35. Brown, Jr. R. M., 1971. Studies of Hawaiian fresh-water and soil algae. I. the atmospheric dispersal of algae and fern spores across the island of Oahu, Hawaii. Contributions in Phycology. Sept. 1971, 175-188.

35. Summary

The distribution of air-borne algae and fern spores over the island of Oahu, Hawaii, was studied by the detection of viable impactions on the surface of selected agarized growth media. During the summers of 1964 and 1965, twelve different sampling runs were made along a transect from Honolulu to Kailua Beach. Air passing over the windward side of Oahu at Kailua Beach is devoid of algae. Two fallout peaks of air-borne algae occur, one on the windward and the other on the leeward side of the island. It was suggested that these peaks represent cumulative build-up of soil-borne algae and that the leeward peak consists of windward-dispersed algae in addition to the leeward build-up. Generic diversity coincided with quantitative distribution over the transect route. Some genera were found in all sampling stations while others were restricted to either the leeward, windward, or mid regions of Oahu. The principal distribution of fern spores was limited to the windward side of Oahu, and this was thought to be due to the larger size of the fern spore and to the specific dispersal mechanism directly associated with the limited distribution of fern sporophytes. The distribution pattern of algae and fern spores was discussed in relation to such physical factors as mountain barriers and various meteorological parameters. It was suggested that Hawaii provides a model system for future study of air-borne microbes, especially in relation to soil microbes and their evolutionary history in these geologically young land masses.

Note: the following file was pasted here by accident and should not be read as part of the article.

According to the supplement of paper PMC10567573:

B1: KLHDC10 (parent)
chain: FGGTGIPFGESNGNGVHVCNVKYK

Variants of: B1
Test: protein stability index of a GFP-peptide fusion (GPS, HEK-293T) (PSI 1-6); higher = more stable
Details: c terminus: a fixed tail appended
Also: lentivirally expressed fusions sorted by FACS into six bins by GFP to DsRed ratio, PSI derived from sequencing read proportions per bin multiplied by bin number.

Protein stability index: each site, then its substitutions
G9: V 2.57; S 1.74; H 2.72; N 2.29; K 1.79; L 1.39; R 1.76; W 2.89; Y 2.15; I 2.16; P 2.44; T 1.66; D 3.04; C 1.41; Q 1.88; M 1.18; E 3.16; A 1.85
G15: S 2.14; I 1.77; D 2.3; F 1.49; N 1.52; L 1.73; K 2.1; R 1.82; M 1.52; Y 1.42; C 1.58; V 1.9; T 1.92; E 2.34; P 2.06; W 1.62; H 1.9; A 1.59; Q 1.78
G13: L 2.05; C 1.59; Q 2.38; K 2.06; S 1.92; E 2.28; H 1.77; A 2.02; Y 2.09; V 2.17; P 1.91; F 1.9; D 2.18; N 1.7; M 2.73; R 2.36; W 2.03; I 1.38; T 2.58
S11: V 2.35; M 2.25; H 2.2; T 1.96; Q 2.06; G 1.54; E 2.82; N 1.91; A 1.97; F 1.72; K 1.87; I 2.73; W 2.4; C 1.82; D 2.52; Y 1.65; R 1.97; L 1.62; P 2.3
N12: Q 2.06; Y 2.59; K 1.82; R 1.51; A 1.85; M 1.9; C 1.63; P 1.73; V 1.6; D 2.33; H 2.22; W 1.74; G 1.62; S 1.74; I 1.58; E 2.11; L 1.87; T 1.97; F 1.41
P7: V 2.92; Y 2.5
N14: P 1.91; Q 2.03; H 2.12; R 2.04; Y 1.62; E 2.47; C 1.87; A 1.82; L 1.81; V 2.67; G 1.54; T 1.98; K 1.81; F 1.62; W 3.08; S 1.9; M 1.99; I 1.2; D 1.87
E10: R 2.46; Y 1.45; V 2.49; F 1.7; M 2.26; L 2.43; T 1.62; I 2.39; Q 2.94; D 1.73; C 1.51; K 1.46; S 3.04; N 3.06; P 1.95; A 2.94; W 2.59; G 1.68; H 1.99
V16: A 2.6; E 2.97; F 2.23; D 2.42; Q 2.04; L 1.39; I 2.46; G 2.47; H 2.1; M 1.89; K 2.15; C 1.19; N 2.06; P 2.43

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Last modified 27 October 2005.
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